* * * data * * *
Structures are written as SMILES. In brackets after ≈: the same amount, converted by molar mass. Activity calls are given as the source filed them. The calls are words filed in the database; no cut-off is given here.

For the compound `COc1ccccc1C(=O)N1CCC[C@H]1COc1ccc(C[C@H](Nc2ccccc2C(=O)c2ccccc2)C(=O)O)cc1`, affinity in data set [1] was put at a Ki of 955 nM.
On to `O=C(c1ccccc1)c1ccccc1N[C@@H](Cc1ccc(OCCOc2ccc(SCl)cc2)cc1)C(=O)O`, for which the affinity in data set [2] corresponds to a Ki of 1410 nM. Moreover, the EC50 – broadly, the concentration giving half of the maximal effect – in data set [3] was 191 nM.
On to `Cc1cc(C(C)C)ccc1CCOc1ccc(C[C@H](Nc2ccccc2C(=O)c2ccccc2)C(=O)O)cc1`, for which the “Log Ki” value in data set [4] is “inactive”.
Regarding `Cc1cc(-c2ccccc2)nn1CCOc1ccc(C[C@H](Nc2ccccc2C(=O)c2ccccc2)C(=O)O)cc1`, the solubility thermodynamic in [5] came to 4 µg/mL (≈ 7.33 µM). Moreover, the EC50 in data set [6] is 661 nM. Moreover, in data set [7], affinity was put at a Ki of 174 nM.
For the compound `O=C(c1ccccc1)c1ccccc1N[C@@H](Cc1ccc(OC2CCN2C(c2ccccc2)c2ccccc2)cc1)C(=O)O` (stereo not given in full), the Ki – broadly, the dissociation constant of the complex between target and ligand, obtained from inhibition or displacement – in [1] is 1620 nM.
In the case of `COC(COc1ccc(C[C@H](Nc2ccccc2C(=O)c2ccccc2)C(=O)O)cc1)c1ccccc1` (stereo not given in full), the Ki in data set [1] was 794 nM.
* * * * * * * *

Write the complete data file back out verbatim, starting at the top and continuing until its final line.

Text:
Structures are written as SMILES. In brackets after ≈: the same amount, converted by molar mass. Activity calls are given as the source filed them. The calls are words filed in the database; no cut-off is given here.

For the compound `COc1ccccc1C(=O)N1CCC[C@H]1COc1ccc(C[C@H](Nc2ccccc2C(=O)c2ccccc2)C(=O)O)cc1`, affinity in data set [1] was put at a Ki of 955 nM.
On to `O=C(c1ccccc1)c1ccccc1N[C@@H](Cc1ccc(OCCOc2ccc(SCl)cc2)cc1)C(=O)O`, for which the affinity in data set [2] corresponds to a Ki of 1410 nM. Moreover, the EC50 – broadly, the concentration giving half of the maximal effect – in data set [3] was 191 nM.
On to `Cc1cc(C(C)C)ccc1CCOc1ccc(C[C@H](Nc2ccccc2C(=O)c2ccccc2)C(=O)O)cc1`, for which the “Log Ki” value in data set [4] is “inactive”.
Regarding `Cc1cc(-c2ccccc2)nn1CCOc1ccc(C[C@H](Nc2ccccc2C(=O)c2ccccc2)C(=O)O)cc1`, the solubility thermodynamic in [5] came to 4 µg/mL (≈ 7.33 µM). Moreover, the EC50 in data set [6] is 661 nM. Moreover, in data set [7], affinity was put at a Ki of 174 nM.
For the compound `O=C(c1ccccc1)c1ccccc1N[C@@H](Cc1ccc(OC2CCN2C(c2ccccc2)c2ccccc2)cc1)C(=O)O` (stereo not given in full), the Ki – broadly, the dissociation constant of the complex between target and ligand, obtained from inhibition or displacement – in [1] is 1620 nM.
In the case of `COC(COc1ccc(C[C@H](Nc2ccccc2C(=O)c2ccccc2)C(=O)O)cc1)c1ccccc1` (stereo not given in full), the Ki in data set [1] was 794 nM.